Duncan Campbell

  • Chris Marker, Alain Resnais, and Ghislain Cloquet, Les Statues meurent aussi (Statues Also Die), 1953, 35 mm, black-and-white, sound, 30 minutes.

    Duncan Campbell


    IN A LETTER written by the great German revolutionary Rosa Luxemburg to Luise Kautsky, after the latter had visited her at Breslau Prison, Luxemburg lauded her friend for retaining the “groping, searching, anxious” qualities of a young woman. (Kautsky was then in her mid-fifties.) Such uncertainty was, to Luxemburg, not merely a personal but a political virtue, since, as she warned in her essay “The Russian Revolution,” written from the same prison, socialism is an open-ended process, an improvisation, not a “sum of ready-made prescriptions.” It is difficult to know where to begin

  • Photo: Jack Delano.


    BRETTON WOODS: It’s a phrase that has the ring of a fairy tale, but of course it’s simply the name of the New Hampshire town where, in 1944, delegates from the Allied nations came together to decide how the world economy should work. Nevertheless, for most of us, the global monetary system that evolved from the Bretton Woods agreements is as darkly mysterious as anything imagined by the Brothers Grimm. In Wert (the term is German for “value”) a special project for Artforum related to his new film, untitled at press time, Glasgow-based artist DUNCAN CAMPBELL relates the tale of one of this system’s most influential adepts: Hans (born Johannes) Tietmeyer, renowned German economist and bureaucrat nonpareil. As in his films Bernadette, 2008, which looks at the career of Irish activist and politician Bernadette Devlin McAliskey, and Make It New John, 2009, which traces the near-Homeric rise and fall of car manufacturer John DeLorean, Campbell here finds a quasi-fictional register commensurate with the strangeness of the true-life stories he explores. In his narrative, the global economy’s abstruse policies and arcane protocols, obscure institutions and unseen machinations, become the stuff of fable.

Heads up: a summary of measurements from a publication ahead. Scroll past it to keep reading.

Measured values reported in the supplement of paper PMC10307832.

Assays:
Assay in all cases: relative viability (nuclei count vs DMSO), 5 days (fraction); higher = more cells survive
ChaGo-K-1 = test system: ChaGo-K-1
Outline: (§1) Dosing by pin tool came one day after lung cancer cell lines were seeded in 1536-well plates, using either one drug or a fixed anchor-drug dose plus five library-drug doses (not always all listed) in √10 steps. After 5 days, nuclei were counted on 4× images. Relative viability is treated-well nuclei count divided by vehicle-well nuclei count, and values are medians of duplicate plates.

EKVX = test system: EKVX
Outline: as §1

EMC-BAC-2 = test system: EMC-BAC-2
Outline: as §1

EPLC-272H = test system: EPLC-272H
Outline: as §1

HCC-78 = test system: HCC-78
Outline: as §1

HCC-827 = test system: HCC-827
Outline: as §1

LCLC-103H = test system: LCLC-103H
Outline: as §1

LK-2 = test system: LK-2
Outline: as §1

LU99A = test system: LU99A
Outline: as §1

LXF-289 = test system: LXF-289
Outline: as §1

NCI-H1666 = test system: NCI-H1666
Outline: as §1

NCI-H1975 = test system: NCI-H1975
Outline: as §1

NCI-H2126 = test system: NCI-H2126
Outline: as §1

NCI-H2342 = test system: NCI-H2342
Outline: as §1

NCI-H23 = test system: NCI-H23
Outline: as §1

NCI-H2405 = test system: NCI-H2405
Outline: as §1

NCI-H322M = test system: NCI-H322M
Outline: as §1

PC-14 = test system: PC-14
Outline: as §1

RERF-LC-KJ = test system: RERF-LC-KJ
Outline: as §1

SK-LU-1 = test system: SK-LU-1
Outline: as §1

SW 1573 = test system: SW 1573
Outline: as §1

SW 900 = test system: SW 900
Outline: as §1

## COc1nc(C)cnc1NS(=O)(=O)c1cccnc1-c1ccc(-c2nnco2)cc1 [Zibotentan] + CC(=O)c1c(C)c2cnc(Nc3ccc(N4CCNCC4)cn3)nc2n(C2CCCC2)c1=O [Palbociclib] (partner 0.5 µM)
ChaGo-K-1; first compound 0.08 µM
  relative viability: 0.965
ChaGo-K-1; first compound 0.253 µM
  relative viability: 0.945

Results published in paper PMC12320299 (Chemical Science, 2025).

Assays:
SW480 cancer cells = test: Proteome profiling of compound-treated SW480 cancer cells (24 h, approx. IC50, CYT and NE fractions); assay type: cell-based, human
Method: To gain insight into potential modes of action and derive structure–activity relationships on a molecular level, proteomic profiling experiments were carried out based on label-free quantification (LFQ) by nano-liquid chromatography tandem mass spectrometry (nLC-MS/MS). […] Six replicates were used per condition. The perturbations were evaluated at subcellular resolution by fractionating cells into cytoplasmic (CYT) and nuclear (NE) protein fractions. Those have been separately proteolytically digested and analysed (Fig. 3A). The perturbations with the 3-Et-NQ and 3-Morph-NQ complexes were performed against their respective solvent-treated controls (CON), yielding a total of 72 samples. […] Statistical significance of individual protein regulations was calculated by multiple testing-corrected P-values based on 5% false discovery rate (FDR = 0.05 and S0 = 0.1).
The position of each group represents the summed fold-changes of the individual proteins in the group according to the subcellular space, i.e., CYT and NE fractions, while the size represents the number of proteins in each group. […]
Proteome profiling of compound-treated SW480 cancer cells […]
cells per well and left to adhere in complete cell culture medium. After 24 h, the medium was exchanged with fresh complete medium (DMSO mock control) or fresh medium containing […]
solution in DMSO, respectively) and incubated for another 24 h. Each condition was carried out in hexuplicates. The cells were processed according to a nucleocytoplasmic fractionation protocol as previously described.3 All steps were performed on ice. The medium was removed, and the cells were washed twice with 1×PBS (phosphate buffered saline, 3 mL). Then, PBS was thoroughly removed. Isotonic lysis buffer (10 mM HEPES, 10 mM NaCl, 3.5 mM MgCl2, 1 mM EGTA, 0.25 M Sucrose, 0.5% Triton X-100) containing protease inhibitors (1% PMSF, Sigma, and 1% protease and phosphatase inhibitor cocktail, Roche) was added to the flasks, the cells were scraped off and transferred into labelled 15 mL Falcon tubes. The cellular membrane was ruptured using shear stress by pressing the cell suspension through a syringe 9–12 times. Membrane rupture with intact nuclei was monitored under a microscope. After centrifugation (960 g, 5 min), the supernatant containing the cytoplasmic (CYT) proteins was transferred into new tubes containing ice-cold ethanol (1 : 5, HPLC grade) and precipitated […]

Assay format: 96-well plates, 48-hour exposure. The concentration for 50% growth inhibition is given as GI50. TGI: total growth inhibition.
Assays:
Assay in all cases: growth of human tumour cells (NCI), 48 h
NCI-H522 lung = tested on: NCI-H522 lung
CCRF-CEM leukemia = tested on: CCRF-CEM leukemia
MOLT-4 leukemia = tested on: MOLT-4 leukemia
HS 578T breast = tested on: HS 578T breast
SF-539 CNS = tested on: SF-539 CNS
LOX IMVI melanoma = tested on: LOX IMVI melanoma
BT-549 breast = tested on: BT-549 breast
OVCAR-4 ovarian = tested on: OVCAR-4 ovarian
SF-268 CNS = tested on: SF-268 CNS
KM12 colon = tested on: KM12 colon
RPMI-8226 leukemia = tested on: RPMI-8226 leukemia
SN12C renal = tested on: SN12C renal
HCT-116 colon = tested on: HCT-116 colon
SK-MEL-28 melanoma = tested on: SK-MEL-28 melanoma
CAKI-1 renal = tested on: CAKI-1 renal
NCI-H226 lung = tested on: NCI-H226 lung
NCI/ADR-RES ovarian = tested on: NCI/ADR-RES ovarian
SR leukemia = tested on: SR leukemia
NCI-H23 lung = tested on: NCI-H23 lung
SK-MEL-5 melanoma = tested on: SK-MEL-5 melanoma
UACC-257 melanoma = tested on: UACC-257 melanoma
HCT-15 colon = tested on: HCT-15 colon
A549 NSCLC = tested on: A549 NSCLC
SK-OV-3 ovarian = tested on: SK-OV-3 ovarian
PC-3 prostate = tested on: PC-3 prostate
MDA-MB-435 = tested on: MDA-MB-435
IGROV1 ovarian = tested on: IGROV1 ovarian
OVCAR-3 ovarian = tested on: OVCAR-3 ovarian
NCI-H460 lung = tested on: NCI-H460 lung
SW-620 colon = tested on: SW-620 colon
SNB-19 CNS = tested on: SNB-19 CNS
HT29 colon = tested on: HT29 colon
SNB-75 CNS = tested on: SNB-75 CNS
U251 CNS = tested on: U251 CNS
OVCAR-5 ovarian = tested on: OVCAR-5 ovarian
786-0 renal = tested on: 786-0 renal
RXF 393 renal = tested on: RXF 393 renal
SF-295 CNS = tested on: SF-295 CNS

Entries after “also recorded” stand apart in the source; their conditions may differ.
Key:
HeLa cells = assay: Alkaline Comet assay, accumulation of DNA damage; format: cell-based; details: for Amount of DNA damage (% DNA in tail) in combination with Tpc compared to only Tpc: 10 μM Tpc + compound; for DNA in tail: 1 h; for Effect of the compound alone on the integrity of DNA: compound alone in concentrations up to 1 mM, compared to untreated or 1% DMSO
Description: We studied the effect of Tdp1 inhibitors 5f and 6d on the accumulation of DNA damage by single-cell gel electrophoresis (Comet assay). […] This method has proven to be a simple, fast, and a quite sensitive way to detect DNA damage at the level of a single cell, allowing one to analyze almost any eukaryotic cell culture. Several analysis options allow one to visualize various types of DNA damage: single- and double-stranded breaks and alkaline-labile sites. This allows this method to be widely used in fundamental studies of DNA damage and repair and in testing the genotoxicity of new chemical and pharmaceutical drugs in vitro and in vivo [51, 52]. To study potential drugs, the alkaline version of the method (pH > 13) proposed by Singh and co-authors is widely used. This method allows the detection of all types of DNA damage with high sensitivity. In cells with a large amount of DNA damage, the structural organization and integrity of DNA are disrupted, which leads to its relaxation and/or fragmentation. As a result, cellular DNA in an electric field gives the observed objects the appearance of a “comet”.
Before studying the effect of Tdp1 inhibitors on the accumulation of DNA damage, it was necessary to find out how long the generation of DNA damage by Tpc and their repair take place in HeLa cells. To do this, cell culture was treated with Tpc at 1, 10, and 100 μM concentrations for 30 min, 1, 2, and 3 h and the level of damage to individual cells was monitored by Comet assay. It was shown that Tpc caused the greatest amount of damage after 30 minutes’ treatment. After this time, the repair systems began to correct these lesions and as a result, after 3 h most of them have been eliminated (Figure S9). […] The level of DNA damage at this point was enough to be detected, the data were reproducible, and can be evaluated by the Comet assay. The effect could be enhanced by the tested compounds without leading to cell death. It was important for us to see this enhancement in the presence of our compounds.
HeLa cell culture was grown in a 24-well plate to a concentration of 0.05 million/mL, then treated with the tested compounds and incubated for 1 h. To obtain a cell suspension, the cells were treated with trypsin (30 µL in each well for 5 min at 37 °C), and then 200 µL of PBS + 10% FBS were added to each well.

AS A WESTPHALIAN OAK I think of you, dear Johannes, specimen of the orientations of truth and strength that that far-famed tree is said to signify. Above even these stout qualities, the oak is said to be the embodiment of perseverance, or perhaps, in your case, some might use the expression stubbornness; but that too is part of the Westphalian heritage you cherish so dearly, a hidden connection and correspondence you would not deny! In Münsterland earth you have your roots, but even the most promising sapling would remain stunted without suitable soil. These last prerequisites, in the case of

  • Shelly Silver, in complete world, 2008, still from a color video, 53 minutes.


    To take stock of the past year, Artforum contacted an international group of artists to find out which exhibitions were, in their eyes, the very best of 2008.


    James Coleman, Background, 1991–94 (Irish Museum of Modern Art, Dublin) Existential photo-novel? Soap opera? Mail-order-catalogue photo shoot? Coleman’s installations, pairing slide projection with synchronized audio, don’t lend themselves to easy categorization. In Background, shown at the Irish Museum of Modern Art this year, the male narrator’s voice adds to the general dislocation, straining earnestly to convey some sort